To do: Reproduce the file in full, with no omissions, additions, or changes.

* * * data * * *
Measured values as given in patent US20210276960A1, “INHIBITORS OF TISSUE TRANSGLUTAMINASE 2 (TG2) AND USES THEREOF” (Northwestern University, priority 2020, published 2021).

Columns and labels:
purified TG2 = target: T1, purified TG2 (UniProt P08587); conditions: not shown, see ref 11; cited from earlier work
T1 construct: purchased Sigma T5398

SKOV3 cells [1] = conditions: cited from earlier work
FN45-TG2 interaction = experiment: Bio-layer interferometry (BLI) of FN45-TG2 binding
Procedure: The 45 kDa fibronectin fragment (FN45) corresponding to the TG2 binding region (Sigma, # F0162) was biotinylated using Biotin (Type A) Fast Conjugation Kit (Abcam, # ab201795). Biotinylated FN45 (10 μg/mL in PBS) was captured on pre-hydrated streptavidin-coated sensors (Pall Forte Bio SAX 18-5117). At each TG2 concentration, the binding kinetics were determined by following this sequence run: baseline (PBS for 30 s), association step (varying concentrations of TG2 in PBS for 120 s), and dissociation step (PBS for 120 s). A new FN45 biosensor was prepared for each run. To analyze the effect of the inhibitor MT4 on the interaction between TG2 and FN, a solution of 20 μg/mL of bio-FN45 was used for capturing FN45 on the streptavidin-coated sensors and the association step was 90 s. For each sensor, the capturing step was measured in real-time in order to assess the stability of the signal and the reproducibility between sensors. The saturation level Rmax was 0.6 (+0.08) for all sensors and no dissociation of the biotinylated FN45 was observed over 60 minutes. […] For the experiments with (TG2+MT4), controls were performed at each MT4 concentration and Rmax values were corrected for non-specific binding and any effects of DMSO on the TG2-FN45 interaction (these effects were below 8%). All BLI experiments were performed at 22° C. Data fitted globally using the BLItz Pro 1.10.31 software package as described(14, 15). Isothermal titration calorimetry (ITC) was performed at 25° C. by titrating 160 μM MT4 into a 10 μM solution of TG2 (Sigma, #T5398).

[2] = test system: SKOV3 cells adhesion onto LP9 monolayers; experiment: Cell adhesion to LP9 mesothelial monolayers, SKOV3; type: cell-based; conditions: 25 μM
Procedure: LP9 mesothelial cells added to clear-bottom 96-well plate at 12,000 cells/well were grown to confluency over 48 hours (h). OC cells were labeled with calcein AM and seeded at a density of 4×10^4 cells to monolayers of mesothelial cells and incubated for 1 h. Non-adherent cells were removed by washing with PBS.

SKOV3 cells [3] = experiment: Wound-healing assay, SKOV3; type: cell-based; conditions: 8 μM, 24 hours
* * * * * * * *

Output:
Measured values as given in patent US20210276960A1, “INHIBITORS OF TISSUE TRANSGLUTAMINASE 2 (TG2) AND USES THEREOF” (Northwestern University, priority 2020, published 2021).

Columns and labels:
purified TG2 = target: T1, purified TG2 (UniProt P08587); conditions: not shown, see ref 11; cited from earlier work
T1 construct: purchased Sigma T5398

SKOV3 cells [1] = conditions: cited from earlier work
FN45-TG2 interaction = experiment: Bio-layer interferometry (BLI) of FN45-TG2 binding
Procedure: The 45 kDa fibronectin fragment (FN45) corresponding to the TG2 binding region (Sigma, # F0162) was biotinylated using Biotin (Type A) Fast Conjugation Kit (Abcam, # ab201795). Biotinylated FN45 (10 μg/mL in PBS) was captured on pre-hydrated streptavidin-coated sensors (Pall Forte Bio SAX 18-5117). At each TG2 concentration, the binding kinetics were determined by following this sequence run: baseline (PBS for 30 s), association step (varying concentrations of TG2 in PBS for 120 s), and dissociation step (PBS for 120 s). A new FN45 biosensor was prepared for each run. To analyze the effect of the inhibitor MT4 on the interaction between TG2 and FN, a solution of 20 μg/mL of bio-FN45 was used for capturing FN45 on the streptavidin-coated sensors and the association step was 90 s. For each sensor, the capturing step was measured in real-time in order to assess the stability of the signal and the reproducibility between sensors. The saturation level Rmax was 0.6 (+0.08) for all sensors and no dissociation of the biotinylated FN45 was observed over 60 minutes. […] For the experiments with (TG2+MT4), controls were performed at each MT4 concentration and Rmax values were corrected for non-specific binding and any effects of DMSO on the TG2-FN45 interaction (these effects were below 8%). All BLI experiments were performed at 22° C. Data fitted globally using the BLItz Pro 1.10.31 software package as described(14, 15). Isothermal titration calorimetry (ITC) was performed at 25° C. by titrating 160 μM MT4 into a 10 μM solution of TG2 (Sigma, #T5398).

[2] = test system: SKOV3 cells adhesion onto LP9 monolayers; experiment: Cell adhesion to LP9 mesothelial monolayers, SKOV3; type: cell-based; conditions: 25 μM
Procedure: LP9 mesothelial cells added to clear-bottom 96-well plate at 12,000 cells/well were grown to confluency over 48 hours (h). OC cells were labeled with calcein AM and seeded at a density of 4×10^4 cells to monolayers of mesothelial cells and incubated for 1 h. Non-adherent cells were removed by washing with PBS.

SKOV3 cells [3] = experiment: Wound-healing assay, SKOV3; type: cell-based; conditions: 8 μM, 24 hours